• There are a number of common methods for heating the water to the correct temperature (110°F if proofing the yeast separately; 120°F if mixing the yeast in with your other dry ingredients). If your hot water comes out of the tap at 120°F, you can use that; some folks prefer to use filtered water and heat it in the microwave (60 seconds is usually enough to get from room temp to 120°F ; if the water is over 130°F, let it cool before using) [I’m in this camp]; still other folks boil water on the stove and then add cold water to get to the correct temperature. Whichever method you choose, PLEASE use an instant-read thermometer to tell you the temperature. I don’t care if you raised 6 babies and know how to test liquids on your wrist, that may be good enough for babies, but it is NOT good enough for baking bread!!


OMG!  This may be my best-looking GF loaf EVER!!

[Later:  I can now confirm that the loaf did NOT sink in the middle and does not have big holes in the center!  Yippee!!—Still need to taste it, but have had 4 slices of bread today, so probably not until tomorrow.]

[Update 3/19/12: I can now verify that this bread makes a yummy sandwich!!  I toasted two slices and made a tuna salad/lettuce/mayo sandwich.  Very tasty!  Except for the top crust (with all the sesame seeds) the bread is neutral in a good way—no overwhelming taste of a particular flour, just a nice hearty loaf.  Definitely NOT the “Wonder Bread” of the original recipe . . . more like a “soft, light, wheat, sandwich bread,” but without the wheat 🙂  Yeah! we’ve got a winner with this recipe! ]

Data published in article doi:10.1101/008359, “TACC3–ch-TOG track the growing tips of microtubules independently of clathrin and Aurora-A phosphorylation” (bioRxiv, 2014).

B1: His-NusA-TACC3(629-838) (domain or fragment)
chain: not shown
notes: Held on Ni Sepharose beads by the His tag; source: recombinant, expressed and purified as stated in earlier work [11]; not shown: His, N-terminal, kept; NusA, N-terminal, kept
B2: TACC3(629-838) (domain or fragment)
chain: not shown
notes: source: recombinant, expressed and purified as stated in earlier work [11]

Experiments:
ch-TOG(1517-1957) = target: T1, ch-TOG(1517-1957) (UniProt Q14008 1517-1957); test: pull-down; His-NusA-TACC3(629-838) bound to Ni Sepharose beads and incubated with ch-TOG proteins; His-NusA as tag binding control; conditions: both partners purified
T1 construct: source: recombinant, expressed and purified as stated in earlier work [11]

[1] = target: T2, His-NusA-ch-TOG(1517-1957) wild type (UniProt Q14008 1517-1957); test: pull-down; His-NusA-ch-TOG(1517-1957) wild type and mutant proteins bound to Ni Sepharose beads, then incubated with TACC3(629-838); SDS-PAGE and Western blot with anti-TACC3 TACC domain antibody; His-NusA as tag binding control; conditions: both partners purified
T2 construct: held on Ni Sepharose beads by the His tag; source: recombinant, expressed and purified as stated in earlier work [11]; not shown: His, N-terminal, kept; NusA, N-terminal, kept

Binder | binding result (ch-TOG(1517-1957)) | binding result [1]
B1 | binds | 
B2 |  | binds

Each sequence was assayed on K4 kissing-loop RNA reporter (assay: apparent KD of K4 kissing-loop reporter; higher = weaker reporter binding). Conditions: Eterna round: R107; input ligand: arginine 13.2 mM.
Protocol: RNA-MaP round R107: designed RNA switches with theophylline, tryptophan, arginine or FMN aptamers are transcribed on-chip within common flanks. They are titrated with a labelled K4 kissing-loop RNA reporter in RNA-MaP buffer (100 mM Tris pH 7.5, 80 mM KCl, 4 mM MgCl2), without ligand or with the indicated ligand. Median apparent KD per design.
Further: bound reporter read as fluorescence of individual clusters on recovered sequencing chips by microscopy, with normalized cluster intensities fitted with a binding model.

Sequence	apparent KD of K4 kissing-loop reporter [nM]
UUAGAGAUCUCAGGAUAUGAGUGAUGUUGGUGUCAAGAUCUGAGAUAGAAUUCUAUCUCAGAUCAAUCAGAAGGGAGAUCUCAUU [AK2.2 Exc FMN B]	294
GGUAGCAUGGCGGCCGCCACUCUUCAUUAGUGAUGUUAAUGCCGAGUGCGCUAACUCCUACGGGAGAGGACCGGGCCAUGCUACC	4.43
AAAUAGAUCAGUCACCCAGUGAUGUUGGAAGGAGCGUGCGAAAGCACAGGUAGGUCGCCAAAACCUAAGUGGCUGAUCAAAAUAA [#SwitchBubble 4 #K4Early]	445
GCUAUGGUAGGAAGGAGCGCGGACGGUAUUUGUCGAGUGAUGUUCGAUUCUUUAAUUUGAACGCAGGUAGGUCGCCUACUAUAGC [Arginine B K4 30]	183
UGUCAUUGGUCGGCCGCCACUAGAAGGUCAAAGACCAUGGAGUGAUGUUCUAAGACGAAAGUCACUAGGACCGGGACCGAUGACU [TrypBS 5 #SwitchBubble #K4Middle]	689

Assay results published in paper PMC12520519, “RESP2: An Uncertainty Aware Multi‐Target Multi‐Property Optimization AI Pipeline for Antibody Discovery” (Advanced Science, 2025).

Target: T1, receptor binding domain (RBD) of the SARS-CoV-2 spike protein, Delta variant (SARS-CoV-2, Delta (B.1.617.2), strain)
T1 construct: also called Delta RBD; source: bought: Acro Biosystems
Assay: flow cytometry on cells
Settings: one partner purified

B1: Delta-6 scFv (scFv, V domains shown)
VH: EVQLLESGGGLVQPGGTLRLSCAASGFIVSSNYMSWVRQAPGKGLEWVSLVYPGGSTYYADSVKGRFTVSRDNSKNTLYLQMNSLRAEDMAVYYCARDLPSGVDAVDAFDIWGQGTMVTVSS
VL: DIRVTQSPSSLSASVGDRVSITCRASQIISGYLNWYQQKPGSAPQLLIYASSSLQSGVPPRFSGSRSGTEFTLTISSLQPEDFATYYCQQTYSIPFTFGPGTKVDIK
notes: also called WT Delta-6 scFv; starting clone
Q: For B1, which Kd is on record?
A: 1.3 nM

© 2012 Highly Sensitive Girl



High Fiber GF Bread Made by Hand

I’ve just added this recipe to the “Bread Diary” but I’m also giving it its own post because it proves that you do not need a stand mixer OR bread machine to bake GF bread.  My stand mixer broke on the last batch of GF bread dough (and I’ve never owned a bread machine) so I decided to throw caution to the wind and see how it would work to mix the dough by hand.  I think one of the keys is that you need to allow the “gums” time to absorb moisture.  In most recipes this is accomplished by mixing/kneading the dough (using a machine) for 5-10 minutes.  I don’t have the strength to mix that long by hand, but gradually adding the ingredients and then mixing and waiting a bit and mixing some more seemed to work!

Baked on March 13, 2012
High Fiber Bread—gluten-free, dairy-free, corn-free

adapted from
Beth and Jen’s High Fiber Bread [p. 36 in Gluten-Free Makeovers by Beth Hillson (2011, DaCapo/LifeLong/Perseus Book Group, Cambridge, MA)]